Pegasus spyware: UN Human Rights Raise Concern

Pegasus spyware: UN Human Rights Raise Concern

Former Congress President Rahul Gandhi, Former Election Commissioner Ashok Lhasa, several Ministers and Journalists in India appeared on a list of “potential targets” for spying by the Pegasus spyware, a report that has now shocked the country. With reports coming out, the UN Human Rights raised concern over the unethical and illegal activity.

UN High Commissioner for Human Rights Michelle Bachelet said that the apparent widespread use of Pegasus spy software to illegally undermine the rights of those under surveillance, including journalists and politicians, was “extremely alarming”. It confirmed “some of the worst fears” surrounding the potential misuse of such technology, she added.

Apart from the leaks in India, reports said that more than 50,000 phone numbers, which reportedly belong to those identified as people of interest, by clients of the company behind Pegasus, including some governments, have been leaked.

“Various parts of the UN Human Rights system, including my own Office, have repeatedly raised serious concerns about the dangers of authorities using surveillance tools from a variety of sources supposed to promote public safety in order to hack the phones and computers of people conducting legitimate journalistic activities, monitoring human rights or expressing dissent or political opposition”, she said in a statement.

INDISPENSABLE ROLE 

The UN Official noted that surveillance software has been linked to the arrest, intimidation and even killing of journalists and human rights defenders. “Reports of surveillance also trigger fear and cause people to censor themselves. Journalists and human rights defenders play an indispensable role in our societies, and when they are silenced, we all suffer”, she said, reminding all States that surveillance measures can only be justified in narrowly defined circumstances when necessary and proportional to a legitimate goal,” she said.

“I would like to remind all States that surveillance measures can only be justified in narrowly defined circumstances, with a legitimate goal. And they must be both necessary and proportionate to that goal,” she pointed out.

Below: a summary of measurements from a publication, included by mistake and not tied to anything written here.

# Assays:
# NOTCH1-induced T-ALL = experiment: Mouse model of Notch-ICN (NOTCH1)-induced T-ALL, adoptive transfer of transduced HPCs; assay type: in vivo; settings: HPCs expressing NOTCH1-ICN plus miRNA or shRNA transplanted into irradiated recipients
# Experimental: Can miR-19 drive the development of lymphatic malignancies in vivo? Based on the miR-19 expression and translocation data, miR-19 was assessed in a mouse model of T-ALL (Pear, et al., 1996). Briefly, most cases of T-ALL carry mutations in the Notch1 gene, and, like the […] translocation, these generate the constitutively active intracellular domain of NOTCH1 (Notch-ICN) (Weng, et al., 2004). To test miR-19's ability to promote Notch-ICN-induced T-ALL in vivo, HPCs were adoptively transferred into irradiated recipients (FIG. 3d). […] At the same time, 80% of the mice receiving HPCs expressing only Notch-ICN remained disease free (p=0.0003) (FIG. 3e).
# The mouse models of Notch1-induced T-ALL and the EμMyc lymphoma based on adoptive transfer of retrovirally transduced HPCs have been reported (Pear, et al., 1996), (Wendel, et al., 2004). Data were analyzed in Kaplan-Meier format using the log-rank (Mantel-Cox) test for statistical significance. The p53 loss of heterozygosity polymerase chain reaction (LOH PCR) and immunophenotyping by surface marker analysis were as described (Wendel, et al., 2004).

DEEP INTRUSIONS

“Given the fact that Pegasus spyware, as well as that created by Candiru and others, enable extremely deep intrusions into people’s devices, resulting in insights into all aspects of their lives, their use can only ever be justified in the context of investigations into serious crimes and grave security threats. If the recent allegations about the use of Pegasus are even partly true, then that red line has been crossed again and again with total impunity,” Bachelet said.

The UN said that the companies involved in the development and distribution of surveillance technologies are responsible for avoiding harm to human rights. It also said that the companies need to take immediate steps to mitigate and remedy the harms their products are causing or contributing to, and carry out human rights due diligence to ensure that they no longer play a part in such disastrous consequences, and avoid being involved in similar future scenarios.

“In addition to immediately stopping their own role in violations of human rights, States have a duty to protect individuals from abuses of the right to privacy by companies. One key step to effectively prevent abuse of surveillance technology is for States to require by law that the companies involved meet their human rights responsibilities, are much more transparent in relation to the design and use of their products, and put in place more effective accountability mechanisms,: the UN Human Rights official said.

BETTER REGULATION

The UN Human Rights called for “better regulation” of the sale, transfer and use of surveillance technology and ensure strict oversight and authorisation.

The Governments should immediately cease their own use of surveillance technologies in ways that violate human rights, and should take concrete actions to protect against such invasions of privacy by regulating the distribution, use and export of surveillance technology created by others, the UN Body said.

Pegasus malware infects electronic devices, enabling operators to obtain messages, photos and emails, record calls, and even activate microphones.

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